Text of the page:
February 26, 2016
Three Reasons Why IaaS is the Best Infrastructure Option Around
In this wild world of enterprise technology, so much of the glam gets devoted to new gadgets and software rather than the underlying infrastructure that everything runs on. Evidence of this assertion can be found in literally every industry, region, market, business, consumer population, government and beyond. Think about it this way: Every time a major service delivery disruption occurs, an employee cannot access the network or data storage environments that are cut off from mobile devices, the organization likely missed a critical aspect of infrastructure management.
At the same time, leaders do indeed need to focus on the little things, such as individual devices or software that hit the market and could potentially give them an exceptional advantage over competitors. What’s more, the speed with which these new, revolutionary technologies are being developed and released is simply breathtaking, making for an exciting – and stressful – experience among chief information officers and other decision makers in the average business.
“We are arguing that IaaS is the best option out there.”
So when an option arises to embrace a form of infrastructure that will not only be more elastic and agile than the ones of the past, thus making the business far better prepared to handle changes and new deployments, it should be relatively compelling in the eyes of these decision makers. It is for this reason we are arguing that Infrastructure-as-a-Service (IaaS) is simply the best infrastructure option out there for organizations today, regardless of how large they are or in which industry they compete.
IaaS is inherently better-suited to the modern era of rapid technological advancement, transformation and change, while the option to acquire the power of these systems through a managed service provider that will handle maintenance and service delivery demands is even more advantageous. So, let’s look at three important reasons why IaaS is the best, even though there are many more that could also referenced.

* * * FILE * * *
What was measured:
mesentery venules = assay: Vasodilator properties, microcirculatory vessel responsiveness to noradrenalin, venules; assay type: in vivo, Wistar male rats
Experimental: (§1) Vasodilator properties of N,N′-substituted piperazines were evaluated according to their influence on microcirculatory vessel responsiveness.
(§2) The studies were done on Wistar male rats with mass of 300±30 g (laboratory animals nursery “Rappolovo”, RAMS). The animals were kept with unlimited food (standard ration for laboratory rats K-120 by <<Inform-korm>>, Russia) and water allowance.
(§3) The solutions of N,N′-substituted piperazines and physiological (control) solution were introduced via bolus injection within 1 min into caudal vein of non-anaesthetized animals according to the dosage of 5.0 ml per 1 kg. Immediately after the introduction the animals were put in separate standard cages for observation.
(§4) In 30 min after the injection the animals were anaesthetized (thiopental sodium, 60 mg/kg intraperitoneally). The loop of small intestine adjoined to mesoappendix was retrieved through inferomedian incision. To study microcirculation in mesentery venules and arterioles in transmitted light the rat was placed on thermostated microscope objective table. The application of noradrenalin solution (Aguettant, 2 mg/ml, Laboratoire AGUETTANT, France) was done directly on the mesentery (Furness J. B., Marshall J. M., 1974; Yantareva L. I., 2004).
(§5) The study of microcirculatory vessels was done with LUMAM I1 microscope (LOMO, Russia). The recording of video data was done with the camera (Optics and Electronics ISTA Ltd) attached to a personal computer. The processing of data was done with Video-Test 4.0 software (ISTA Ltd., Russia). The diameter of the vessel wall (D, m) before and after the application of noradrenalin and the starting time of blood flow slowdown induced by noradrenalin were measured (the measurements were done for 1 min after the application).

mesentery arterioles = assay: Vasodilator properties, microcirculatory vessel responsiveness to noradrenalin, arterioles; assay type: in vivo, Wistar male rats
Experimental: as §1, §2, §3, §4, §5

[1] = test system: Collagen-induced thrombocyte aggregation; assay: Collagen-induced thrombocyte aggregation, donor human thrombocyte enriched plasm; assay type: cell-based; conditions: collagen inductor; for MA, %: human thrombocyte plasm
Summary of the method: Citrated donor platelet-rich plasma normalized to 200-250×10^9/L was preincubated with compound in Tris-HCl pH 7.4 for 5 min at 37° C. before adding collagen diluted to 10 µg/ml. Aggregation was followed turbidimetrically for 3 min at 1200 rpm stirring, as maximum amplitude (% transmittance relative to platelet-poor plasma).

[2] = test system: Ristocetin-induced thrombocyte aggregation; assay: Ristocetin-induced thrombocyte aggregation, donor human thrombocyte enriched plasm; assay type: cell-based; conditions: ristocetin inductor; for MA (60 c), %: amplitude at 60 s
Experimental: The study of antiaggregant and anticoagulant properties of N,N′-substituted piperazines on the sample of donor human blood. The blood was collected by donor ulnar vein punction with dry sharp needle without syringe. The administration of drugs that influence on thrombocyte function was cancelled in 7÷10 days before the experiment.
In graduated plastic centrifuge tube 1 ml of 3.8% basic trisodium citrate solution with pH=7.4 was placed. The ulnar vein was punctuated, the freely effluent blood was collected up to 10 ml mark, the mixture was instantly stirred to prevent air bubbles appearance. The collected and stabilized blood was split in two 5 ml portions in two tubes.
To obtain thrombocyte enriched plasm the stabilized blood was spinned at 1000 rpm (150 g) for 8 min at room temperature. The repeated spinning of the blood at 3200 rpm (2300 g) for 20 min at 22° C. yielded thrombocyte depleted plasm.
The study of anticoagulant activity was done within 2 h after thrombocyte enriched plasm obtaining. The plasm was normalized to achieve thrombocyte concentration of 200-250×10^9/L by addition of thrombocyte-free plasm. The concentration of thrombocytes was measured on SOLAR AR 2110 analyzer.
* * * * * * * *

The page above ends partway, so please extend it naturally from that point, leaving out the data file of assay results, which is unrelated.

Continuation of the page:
1. Overcoming complexity
Cloud Tech recently explained some of the more challenging and complex matters involved in modern infrastructure management, affirming that a gap of sorts has arisen in the past decade between the demands of back-end systems and the ability to oblige them. According to the news provider, since cloud computing first hit the market, more complex infrastructure arrangements and requirements have surfaced, while the software many firms are using to handle these responsibilities properly has lagged behind somewhat.
Unfortunately, it appears as though the gap is broadening – rather than narrowing – as the years progress, and this is somewhat strange given the proverbial universe of new tools that can be used to manage cloud and other forms of infrastructure. Additionally, considering the fact that such a high rate of entities are now using managed services and IaaS for their infrastructure needs, the gap is even a bit more baffling.